I’ve been reading Jeremy Toeman’s LIVEdigitally for ages. He’s got impressive digital media credentials (former VP of Sling Media, co-founder of Mediabolic) and geek cred (self-described “marketing guy” for Bug Labs, which won a CNET Best in Show award at CES this year).
Jeremy has done an excellent job of chronicling his experiences with Windows Vista running on a pricey high-end Sony Vaio. In a word, it has sucked. In fact, his experience pegged out his suckiness meter and inspired him to (a) switch to a MacBook and (b) remind everyone who reads his blog, at least twice a week (I might be exaggerating a little, but not much) that Sony makes the world’s worst PCs and they should not under any circumstance consider buying one. Even now, nearly six months after setting the Sony aside, he is still nursing some wounds. (I’ll describe the entire history in just a minute.)
So when I saw another reference to the Vaio on Jeremy’s blog last week, I left a comment:
Jeremy, do you still have that Sony? If so, I’d love to take a look at it and figure out why it sucks so bad. (Maybe help some future Sony victi^H^H customers.)
After a brief exchange of e-mail, we worked out a deal. Jeremy’s sending the infernal Vaio to me, and in exchange I’m sending him a Dell notebook with a dual-boot installation of Windows Vista SP1 and Windows XP SP2. I’ve been using the Dell for more than a year, and it’s been a solid performer (ironically, it has a Vista Capable logo on it, plus an Intel Core Duo logo). My goal is to restore the factory Vista install on that Sony and see its suckiness up close and personal. Can its problems be fixed, or are Sony’s engineers just clueless? I’ll post my full results here, and Jeremy will document his experiences on his blog. (His first post is up now: Do Sony Vaios really suck, or is it just me?)
Now, this is not the first time I have heard Sony’s Vista-powered PCs described in less-than flattering terms. Walt Mossberg of the Wall Street Journal has a Sony Vaio as well, purchased a month or two earlier than Jeremy’s. He writes about its sluggish start-up times regularly, as I've noted before. (In fact, Apple was so happy with the comparison that they used a quote from Mossberg’s column in a recent “Hi, I’m a PC. And I’m a Mac.” ad.)
When Mossberg got his Vaio in April 2007, he described the experience of getting started as “irritating” and “a big hassle.” He called the machine “slow” and called out Sony for its “lack of respect for the consumer.” Six months later, in his review of OS X Leopard, Mossberg still had harsh words for the Vaio:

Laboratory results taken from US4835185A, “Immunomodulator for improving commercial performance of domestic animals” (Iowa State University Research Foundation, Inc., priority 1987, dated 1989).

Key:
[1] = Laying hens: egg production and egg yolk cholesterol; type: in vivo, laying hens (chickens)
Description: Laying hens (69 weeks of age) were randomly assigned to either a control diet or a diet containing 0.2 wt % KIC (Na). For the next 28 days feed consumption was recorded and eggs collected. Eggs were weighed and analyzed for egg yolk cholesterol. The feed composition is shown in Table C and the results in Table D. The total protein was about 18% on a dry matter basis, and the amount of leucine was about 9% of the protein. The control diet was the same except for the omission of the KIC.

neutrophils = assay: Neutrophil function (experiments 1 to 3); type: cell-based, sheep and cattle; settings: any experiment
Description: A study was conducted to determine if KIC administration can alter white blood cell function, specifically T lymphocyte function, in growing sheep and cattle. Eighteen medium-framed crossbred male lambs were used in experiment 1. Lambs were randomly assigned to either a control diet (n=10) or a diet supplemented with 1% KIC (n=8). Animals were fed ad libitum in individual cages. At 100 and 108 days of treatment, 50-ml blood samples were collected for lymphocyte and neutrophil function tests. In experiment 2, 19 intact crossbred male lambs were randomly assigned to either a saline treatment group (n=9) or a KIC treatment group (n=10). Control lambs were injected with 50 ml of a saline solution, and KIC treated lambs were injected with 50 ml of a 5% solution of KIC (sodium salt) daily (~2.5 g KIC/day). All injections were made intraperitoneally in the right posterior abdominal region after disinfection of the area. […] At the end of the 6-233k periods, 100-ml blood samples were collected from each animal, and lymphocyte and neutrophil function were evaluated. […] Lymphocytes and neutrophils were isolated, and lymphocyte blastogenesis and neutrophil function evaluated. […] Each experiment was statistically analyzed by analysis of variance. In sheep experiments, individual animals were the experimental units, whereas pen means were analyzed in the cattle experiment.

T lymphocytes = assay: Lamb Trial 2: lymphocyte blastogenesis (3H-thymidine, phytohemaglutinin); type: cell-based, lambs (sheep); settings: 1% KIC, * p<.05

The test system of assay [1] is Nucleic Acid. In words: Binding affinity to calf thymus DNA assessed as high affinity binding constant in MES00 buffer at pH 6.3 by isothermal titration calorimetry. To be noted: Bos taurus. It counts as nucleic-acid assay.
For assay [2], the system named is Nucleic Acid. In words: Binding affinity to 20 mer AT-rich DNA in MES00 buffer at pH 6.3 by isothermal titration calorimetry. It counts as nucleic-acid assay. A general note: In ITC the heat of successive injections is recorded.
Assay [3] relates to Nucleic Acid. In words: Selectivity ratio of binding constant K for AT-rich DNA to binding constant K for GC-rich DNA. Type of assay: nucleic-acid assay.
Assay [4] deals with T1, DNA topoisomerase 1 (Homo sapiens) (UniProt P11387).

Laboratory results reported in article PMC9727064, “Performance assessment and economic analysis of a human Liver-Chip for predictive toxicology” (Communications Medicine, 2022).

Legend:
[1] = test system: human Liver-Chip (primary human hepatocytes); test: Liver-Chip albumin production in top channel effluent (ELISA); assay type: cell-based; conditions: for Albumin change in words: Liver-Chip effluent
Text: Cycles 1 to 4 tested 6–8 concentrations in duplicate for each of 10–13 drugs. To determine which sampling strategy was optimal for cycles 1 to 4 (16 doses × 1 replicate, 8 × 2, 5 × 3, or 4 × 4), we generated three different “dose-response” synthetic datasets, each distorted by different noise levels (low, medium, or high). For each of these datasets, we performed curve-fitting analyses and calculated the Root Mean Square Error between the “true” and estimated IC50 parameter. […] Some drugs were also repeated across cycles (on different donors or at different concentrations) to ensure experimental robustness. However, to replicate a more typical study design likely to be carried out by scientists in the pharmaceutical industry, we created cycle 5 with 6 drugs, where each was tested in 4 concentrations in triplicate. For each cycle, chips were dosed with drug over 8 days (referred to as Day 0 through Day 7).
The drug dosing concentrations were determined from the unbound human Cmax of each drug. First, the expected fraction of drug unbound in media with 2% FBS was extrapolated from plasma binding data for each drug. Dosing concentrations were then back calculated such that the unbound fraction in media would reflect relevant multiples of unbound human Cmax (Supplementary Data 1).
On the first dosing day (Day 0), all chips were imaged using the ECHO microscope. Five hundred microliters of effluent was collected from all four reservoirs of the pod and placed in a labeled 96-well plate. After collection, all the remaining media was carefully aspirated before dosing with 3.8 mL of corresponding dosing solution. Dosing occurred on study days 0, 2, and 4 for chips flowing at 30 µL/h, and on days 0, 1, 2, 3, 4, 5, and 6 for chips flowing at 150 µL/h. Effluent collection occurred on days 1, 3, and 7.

I compared a MacBook Pro laptop with Leopard preinstalled to a Sony Vaio laptop with Vista preinstalled. Even though I had cleared out all of the useless trial software Sony had placed on the Vaio, it still started up painfully slowly compared with the Leopard laptop.
It took the Vista machine nearly two minutes to perform a cold start and be ready to run, including connecting to my wireless network. The Leopard laptop was up, running and connected to the network in 38 seconds. In a test of restarting the two laptops after they had been running an email program, a Web browser and a word processor, the Sony with Vista took three minutes and 29 seconds, while the Apple running Leopard took one minute and five seconds.
Mossberg’s odyssey parallels Jeremy’s, which started innocently enough, in May 2007, when he replaced a stolen notebook with the Sony Vaio. After two hours of copying data files and installing and uninstalling software:
Overall experience was pretty good. I have no real complaints about Vista other than it is a lot clunkier than it should be - what I mean is there’s no good reason for the clunkiness.
Three weeks later, the honeymoon had definitely ended:
My brand new laptop, as in the one that came with Vista pre-installed, shipped with out-of-date drivers. Let me see if that point is clear enough here. I bought a laptop, in the store, took it home, turned it on. Wrong drivers. Imagine buying a car, at a dealer, and they left the wrong tires on it.
It’s taken me a couple of weeks, but now I can proudly say that my brand-spanking-new laptop no longer crashes when I close the lid, nor do I lose the right-mouse button for hours on end. Anymore.
Clearly my productivity is at an all-time high.
But not for long.
By August 8, the Sony was toast and the Macbook was in the house. Jeremy’s report:
I couldn’t take it anymore.
Seriously, I started counting the amount of seconds-to-minutes of “waiting for Vista” I was spending every day. 30-120 seconds from sleeping to awake. 5+ minutes to dock/undock. 10-60 seconds to go to sleep. 5-10 minutes from hibernate. 2-3 minutes to connect to a new network. Utterly intolerable.
I don’t know if it’s Sony’s fault or Microsoft’s, but I don’t care.
Since then, Jeremy tells me, the Sony has gone mostly unused. I’m really looking forward to spending some hands-on time with this Vaio, and I’ll let you know what I find out.